In the trial, ripe fruit in both Cabernet Sauvignon and Syrah had the highest anthocyanin levels among the three harvest treatments (unripe 20o Brix, ripe 24o and overripe 28o). However, wine made from overripe fruit had equal or greater anthocyanin content than wine made from ripe fruit. Wine alcohol treatments did not affect anthocyanin extraction but did increase tannin extraction. Tannin concentration was not always influenced by pick date, although the unripe Cabernet Sauvignon had significantly more tannin than wines made from the ripe and overripe fruit. Generally, riper fruit led to wine with more anthocyanins, while higher alcohol led to wine with higher tannin concentration.

Polymeric pigment content increased with both increasing fruit maturity and wine alcohol. (See Figure 2, Effect of Fruit Maturity and Alcohol on Polymeric Pigments.)

Polymeric pigment formation: no A:T ratio
Based on previous research that examined the interaction of anthocyanins and tannins, it has been suggested that the A:T ratio plays an important role in polymeric pigment formation because both tannin and anthocyanin are needed for development of polymeric pigments.6 However, past studies were conducted in isolated systems, and few have followed the polymeric pigment formation over time due to the difficulty of manipulating treatments while keeping grape growing and winemaking factors constant.

The variation of anthocyanin concentration in the trial was considerable. Anthocyanin content varied up to about two-fold in the same cultivar, and tannin concentration varied up to 1.5-fold in response to ripeness or alcohol. These variations gave a two- to three-fold difference in the A:T ratio for the same variety.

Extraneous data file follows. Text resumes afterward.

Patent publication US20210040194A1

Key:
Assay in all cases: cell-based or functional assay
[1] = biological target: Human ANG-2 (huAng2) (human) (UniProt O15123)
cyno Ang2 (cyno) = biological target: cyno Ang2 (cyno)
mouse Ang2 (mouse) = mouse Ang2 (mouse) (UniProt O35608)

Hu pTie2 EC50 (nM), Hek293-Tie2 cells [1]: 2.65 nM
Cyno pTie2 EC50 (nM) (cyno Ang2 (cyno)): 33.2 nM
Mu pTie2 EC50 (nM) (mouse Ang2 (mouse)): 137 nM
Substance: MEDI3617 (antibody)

This study found the A:T ratio was a very poor predictor of polymeric pigment concentration. The best single predictor for polymeric pigment formation over time was initial wine anthocyanin content, which increased with more fruit maturity. This result contradicted the importance of A:T from previous literature.

Although initial wine anthocyanin content in this study was a strong polymeric pigment predictor, fruit anthocyanin levels did not directly correlate to wine anthocyanin content. Based on findings from this study, winemakers should focus on the initial anthocyanin concentration of wines — not fruit anthocyanin concentration — because it was the strongest predictor of polymeric pigments in Cabernet Sauvignon and Syrah wines.

Maximize polymeric pigmentation
This study found that higher fruit maturity increased anthocyanin concentrations and that higher wine alcohol increased tannin levels. Both the increased ripeness and alcohol led to the highest polymeric pigment concentrations. Therefore, the easiest way to maximize polymeric pigment formation is to use ripe, mature fruit (24°-28° Brix) and make medium- to high-alcohol (14%-17%) wine.

In regions or growing seasons where it is difficult to harvest mature, ripe fruit—but tannin levels are not a problem—the focus should be to maximize fruit and wine color. Growers can use vineyard-management practices such as keeping the canopy open, growing low-vigor vines, removing leaves in the fruit zone and implementing deficit-irrigation strategies to encourage maximum color (anthocyanin) development in the fruit.